Top news: Amid allegations that Afghans employed by U.S. forces had killed and tortured villagers in the area, the government of President Hamid Karzai announced Sunday that it will ban U.S. special forces from operating in Wardak province, a key area just west of Kabul used by the Taliban to stage attacks on the capital.
Arguing that the measure was taken as a last resort after coalition commanders turned a deaf ear on complaints of abuse, Afghan officials said that a university student in Wardak had been abducted and later found with his head and fingers cut off. "Those Afghans in these armed groups who are working with the U.S. special forces, the defense minister asked for an explanation of who they are,” presidential spokesman Aimal Faizi said, implying that the Afghan employees in question are members of U.S.-run militias. "Those individuals should be handed over to the Afghan side so that we can further investigate."
On Monday, NATO announced that it so far had found no evidence of wrong-doing in Wardak, which over the course of the war has been a focus for counter-terrorism operations. Special forces represent a key bulwark of the Obama administration's withdrawal strategy from Afghanistan, and their inability to move freely around the country to strike at terrorist groups would hamper White House plans for the country after the NATO mission ends in 2014.
Cuba: Cuban president Raul Castro announced Sunday that he will resign as president in 2018 at the end of his current five-year term, signaling the end of an era on the Communist-ruled island. Since 1959, Cuba has been ruled by one of the Castro brothers, and Fidel Castro was in attendance Sunday at Raul's speech, at which he designated a political heir, Miguel Diaz-Canel.
- Amid allegations that a Palestinian prisoner was tortured to death in an Israeli jail, protests erupted in Gaza and the West Bank, and over 4,000 Palestinian prisoners refused food.
- The Syrian foreign minister said that his government is willing to sit down for talks with armed rebels.
- Fresh off of seizing a military base that used to house an alleged nuclear reactor destroyed by an Israeli air strike, Syrian rebels are battling for control of a government housing complex near Aleppo.
- The center-left coalition led by Pier Luigi Bersani has a slim lead in Italian elections after the first day of voting amid a surge in protest votes and low turnout.
- Conservative Nikos Anastasiades won a decisive victory in presidential elections in Cyprus against his left-wing opponent.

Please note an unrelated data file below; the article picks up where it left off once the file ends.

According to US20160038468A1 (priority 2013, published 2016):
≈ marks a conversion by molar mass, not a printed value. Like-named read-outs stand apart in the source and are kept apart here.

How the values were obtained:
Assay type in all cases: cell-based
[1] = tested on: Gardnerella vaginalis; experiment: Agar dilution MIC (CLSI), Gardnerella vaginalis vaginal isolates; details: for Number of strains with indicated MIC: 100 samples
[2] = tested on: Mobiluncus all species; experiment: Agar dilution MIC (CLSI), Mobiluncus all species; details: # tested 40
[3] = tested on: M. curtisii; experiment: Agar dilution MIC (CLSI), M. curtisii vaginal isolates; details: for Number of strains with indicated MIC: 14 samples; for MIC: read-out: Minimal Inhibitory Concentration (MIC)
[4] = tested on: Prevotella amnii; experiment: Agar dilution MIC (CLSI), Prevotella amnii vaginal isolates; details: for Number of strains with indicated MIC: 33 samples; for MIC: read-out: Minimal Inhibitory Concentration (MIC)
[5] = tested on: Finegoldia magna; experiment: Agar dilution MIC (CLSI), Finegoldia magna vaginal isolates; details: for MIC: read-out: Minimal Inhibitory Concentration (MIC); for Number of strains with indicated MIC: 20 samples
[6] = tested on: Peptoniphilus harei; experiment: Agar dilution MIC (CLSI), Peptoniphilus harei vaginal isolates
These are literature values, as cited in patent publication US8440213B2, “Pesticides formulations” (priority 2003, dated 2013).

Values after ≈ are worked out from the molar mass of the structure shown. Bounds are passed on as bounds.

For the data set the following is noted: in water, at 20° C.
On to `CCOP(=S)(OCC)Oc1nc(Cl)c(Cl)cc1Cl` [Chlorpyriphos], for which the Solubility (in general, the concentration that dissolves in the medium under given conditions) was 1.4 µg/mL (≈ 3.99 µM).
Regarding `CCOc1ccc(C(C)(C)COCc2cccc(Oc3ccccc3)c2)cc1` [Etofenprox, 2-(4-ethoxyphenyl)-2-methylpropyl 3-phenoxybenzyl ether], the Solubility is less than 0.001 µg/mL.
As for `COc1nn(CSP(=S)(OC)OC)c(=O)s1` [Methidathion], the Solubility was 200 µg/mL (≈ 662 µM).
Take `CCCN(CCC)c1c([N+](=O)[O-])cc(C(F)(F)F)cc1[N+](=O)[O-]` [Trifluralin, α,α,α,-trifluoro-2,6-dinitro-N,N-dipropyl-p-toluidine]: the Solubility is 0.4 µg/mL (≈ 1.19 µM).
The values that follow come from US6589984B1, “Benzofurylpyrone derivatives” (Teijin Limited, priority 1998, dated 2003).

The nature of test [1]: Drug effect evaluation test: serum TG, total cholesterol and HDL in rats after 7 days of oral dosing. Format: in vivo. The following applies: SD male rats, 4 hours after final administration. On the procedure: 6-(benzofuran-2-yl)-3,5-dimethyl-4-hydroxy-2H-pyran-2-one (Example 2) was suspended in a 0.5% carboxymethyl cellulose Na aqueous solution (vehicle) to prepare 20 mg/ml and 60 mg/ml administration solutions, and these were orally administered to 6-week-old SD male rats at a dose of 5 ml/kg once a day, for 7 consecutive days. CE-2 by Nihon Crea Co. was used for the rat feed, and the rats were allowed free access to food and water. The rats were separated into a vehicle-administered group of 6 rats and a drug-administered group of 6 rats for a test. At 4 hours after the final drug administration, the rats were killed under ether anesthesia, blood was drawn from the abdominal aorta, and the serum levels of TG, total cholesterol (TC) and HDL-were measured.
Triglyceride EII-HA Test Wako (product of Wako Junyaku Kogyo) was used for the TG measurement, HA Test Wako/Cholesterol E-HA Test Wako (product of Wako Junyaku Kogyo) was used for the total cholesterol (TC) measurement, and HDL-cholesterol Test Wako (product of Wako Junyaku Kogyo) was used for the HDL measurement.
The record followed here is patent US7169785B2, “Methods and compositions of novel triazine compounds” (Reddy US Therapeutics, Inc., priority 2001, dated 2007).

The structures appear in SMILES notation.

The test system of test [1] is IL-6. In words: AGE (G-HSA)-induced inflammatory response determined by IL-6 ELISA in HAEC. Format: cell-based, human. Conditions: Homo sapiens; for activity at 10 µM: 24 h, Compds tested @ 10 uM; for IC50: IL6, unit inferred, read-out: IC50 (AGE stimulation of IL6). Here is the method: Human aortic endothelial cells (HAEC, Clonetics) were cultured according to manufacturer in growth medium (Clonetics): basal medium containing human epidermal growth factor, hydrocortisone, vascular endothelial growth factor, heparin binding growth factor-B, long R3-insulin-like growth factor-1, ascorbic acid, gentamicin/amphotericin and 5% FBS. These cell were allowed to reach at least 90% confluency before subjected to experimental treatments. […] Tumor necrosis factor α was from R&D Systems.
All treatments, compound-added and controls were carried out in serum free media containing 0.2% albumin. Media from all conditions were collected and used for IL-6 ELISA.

- Britain's most senior Catholic cleric, Keith O'Brien, said he will resign amid allegations, which he denies, of sexual overtures toward fellow priests.
- Park Guen-hye was sworn into office Monday, promising a return of the country's economic boom years and issuing a warning to North Korea to end its pursuit of nuclear weapons.
- The president of the Philippines signed into law a measure that will provide compensation for victims of Ferdinand Marco's regime.
- Protests in the Bengladeshi capital of Dhaka over a ruling in a war crimes tribunal that have brought hundreds of thousands of people into the streets continued over the weekend.
- The leaders of 11 African nations signed a peace accord aimed at ending violence in eastern Congo and that may pave the way for the deployment of a new U.N. force there.
- The Guinean opposition has withdrawn in protest from legislative elections set for next month.
- The United States deployed 100 troops to Niger in order to assist the ongoing French intervention in Mali.
- The Guatemalan government announced that there was no evidence indicating that Mexican drug lord Chapo Guzman had been killed in a shootout in the country, calling reports to the contrary a "misunderstanding."
- Hundreds of opposition activists demonstrated in Caracas, Venezuela, over the weekend to demand answers regarding the health of the ailing president, Hugo Chavez.
- A member of former Mexican President Felipe Calderon's administration disputed the existence -- as announced by his successor's government -- of a list that documents the names of 27,000 missing people.
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